An Indian LPG vendor carries a empty cooking gas cylinder | Noah Seelam/AFP/Getty Images
An Indian LPG vendor carries a empty cooking gas cylinder (representational image) | Noah Seelam/AFP/Getty Images
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32 million households from Bihar, Jharkhand, UP, MP, Odisha and West Bengal have got better access to energy than in 2015, says CEEW survey.

New Delhi: The Narendra Modi government’s Saubhagya and Ujjwala schemes are beginning to show impact, a survey has found.

According to the survey by the Council on Energy, Environment and Water (CEEW), an independent think tank, 32 million households from the six states with the least access to energy — Bihar, Jharkhand, Uttar Pradesh, Madhya Pradesh, Odisha and West Bengal — have moved up from the bottom of the energy ladder.

The CEEW released its second ACCESS (Access to Clean Cooking Energy and Electricity Survey of States) after three years Wednesday. The 2015 survey had covered more than 9,000 households in 756 villages and 54 districts, and CEEW revisited them in mid-2018 to evaluate the changes in their energy access situation.

Access to electricity

The survey found that of these energy-deprived states, the proportion of rural households connected to the electrical grids has gone up to 84 per cent in mid-2018 from 64 per cent in 2015.

The 2015 ACCESS had found that the Rajiv Gandhi Grameen Vidyutikaran Yojana (RGGVY), now known as Deen Dayal Upadhyaya Gram Jyoti Yojana, which has been around for more than a decade, had had a positive impact on three of the six states.

West Bengal was 99.99 per cent electrified, while the figure for Odisha was 92 per cent. And although Bihar had an electrification rate of 95.5 per cent, 79 per cent of these rural households were classified as ‘Tier 0’ — they received less than four hours of consistent electricity.

The central government then introduced the Saubhagya scheme in September 2017, which aimed to provide free electricity to all rural households. According to the 2018 ACCESS, the situation has improved significantly.

All six states have shown a considerable reduction in the proportion of ‘Tier 0’ households. In Bihar, the ‘Tier 0’ number decreased to 38 per cent from 79 per cent, while the number of households in Tier 1 and 2 were 18 per cent and 44 per cent respectively.

The other five states have shown proportional increases, with West Bengal leading the way.

Access to electricity has improved in the six most deprived states through various tiers in the past three years.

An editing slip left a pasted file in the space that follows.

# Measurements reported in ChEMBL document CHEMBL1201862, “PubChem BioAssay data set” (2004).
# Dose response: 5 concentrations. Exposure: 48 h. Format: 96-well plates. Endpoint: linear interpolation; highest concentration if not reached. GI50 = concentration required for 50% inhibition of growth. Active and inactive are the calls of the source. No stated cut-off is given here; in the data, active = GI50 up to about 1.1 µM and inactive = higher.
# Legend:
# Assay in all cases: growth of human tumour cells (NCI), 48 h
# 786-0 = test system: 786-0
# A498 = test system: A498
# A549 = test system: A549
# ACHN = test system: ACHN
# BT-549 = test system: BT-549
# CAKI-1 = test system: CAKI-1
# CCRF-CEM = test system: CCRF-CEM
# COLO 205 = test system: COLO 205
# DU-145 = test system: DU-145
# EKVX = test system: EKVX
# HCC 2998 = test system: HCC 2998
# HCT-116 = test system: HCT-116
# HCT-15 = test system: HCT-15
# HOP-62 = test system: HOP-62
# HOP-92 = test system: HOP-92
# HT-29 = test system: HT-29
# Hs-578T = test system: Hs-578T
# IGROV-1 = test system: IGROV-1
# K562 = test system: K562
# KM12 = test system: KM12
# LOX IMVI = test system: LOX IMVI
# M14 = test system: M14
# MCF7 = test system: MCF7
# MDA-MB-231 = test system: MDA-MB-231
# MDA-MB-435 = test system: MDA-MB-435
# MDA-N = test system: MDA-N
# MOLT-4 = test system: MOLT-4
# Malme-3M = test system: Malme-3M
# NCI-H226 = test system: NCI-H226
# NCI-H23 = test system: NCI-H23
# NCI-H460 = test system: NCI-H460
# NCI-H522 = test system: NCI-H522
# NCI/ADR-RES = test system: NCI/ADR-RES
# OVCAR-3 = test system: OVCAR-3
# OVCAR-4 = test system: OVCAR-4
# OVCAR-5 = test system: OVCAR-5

Also read: Power distribution companies are slowing down Narendra Modi’s Saubhagya scheme

Access to clean cooking energy

According to the 2018 ACCESS, the number of LPG connections as well as the use of LPG as the primary fuel has more than doubled since 2015.

The number of rural households which only use LPG for cooking has increased significantly — to 19 per cent from 5 per cent in 2015. This means these households have moved from traditional fuels like biogas, which lead to indoor air pollution.

Of all the rural households that received LPG connections between 2015 and 2018, more than 50 per cent were beneficiaries of the Pradhan Mantri Ujjwala Yojana.


Access to LPG has improved in the six most deprived states through various tiers in the past three years.

The total number of rural households using LPG has gone up to 58 per cent in 2018 from 22 per cent in 2015. West Bengal once again leads the way with 68 per cent, up from 22 per cent. In Odisha, the number has jumped to 50 per cent from 9 per cent, and in Jharkhand, to 34 per cent from 6 per cent.

Adoption of LPG has increased by more than two-fold in the six states in the past three years.

Also read: Modi’s pet Saubhagya scheme has improved relationship between couples, claims think tank

Challenges in accessing energy

The Saubhagya scheme aims to achieve 100 per cent electrification by March 2019. However, in these six energy access-deprived states, only 91 per cent of rural households have been connected so far. Many villages battle day-long blackouts and voltage fluctuations, so reliability is a deterrent.

When it comes to door-to-door provision of LPG cylinders under the Ujjwala scheme, providing service to remote villages still remains a problem, said Ashutosh Jindal, joint secretary in the ministry of petroleum and natural gas, at the launch of the ACCESS.

Jindal also mentioned that affordability of LPG remains a problem, even after subsidising the cost. “We are trying to address affordability. We are pushing for small recharges of 5 kg cylinders (which cost around Rs 300) for households with 14 kg connections, and meanwhile, trying to build trust among the households.”

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